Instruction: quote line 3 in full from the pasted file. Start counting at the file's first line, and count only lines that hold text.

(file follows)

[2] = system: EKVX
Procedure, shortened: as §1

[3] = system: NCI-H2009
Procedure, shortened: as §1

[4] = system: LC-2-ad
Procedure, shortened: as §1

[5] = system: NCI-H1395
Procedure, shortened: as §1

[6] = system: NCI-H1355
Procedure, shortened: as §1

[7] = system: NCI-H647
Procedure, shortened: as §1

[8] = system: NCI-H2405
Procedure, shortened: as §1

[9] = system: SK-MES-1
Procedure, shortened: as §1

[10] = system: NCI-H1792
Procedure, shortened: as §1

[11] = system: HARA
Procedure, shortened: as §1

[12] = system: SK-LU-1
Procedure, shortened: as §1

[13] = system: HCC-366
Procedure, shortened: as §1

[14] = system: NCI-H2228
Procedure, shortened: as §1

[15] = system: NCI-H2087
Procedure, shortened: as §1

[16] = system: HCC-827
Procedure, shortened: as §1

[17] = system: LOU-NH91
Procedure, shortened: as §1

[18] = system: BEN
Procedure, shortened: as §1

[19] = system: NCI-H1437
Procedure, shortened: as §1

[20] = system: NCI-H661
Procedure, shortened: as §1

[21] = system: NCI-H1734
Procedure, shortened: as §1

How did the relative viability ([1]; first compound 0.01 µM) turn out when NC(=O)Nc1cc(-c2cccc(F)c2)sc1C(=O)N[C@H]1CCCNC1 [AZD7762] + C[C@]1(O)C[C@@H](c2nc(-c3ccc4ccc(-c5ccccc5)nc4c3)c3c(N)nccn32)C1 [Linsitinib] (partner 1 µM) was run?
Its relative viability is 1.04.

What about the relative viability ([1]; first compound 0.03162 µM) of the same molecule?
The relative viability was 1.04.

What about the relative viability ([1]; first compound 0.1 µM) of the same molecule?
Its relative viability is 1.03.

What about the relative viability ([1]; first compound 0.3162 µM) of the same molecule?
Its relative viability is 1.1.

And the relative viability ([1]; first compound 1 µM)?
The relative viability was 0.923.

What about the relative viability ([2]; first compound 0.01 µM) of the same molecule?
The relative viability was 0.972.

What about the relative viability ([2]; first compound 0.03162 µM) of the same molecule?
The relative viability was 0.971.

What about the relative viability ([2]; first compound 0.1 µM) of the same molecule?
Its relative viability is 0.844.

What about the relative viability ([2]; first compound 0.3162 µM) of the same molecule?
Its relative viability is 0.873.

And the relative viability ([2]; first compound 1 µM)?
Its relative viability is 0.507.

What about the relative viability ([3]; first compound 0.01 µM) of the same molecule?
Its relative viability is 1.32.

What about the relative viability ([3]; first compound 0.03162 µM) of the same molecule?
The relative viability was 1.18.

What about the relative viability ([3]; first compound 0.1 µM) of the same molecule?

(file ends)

[3] = system: NCI-H2009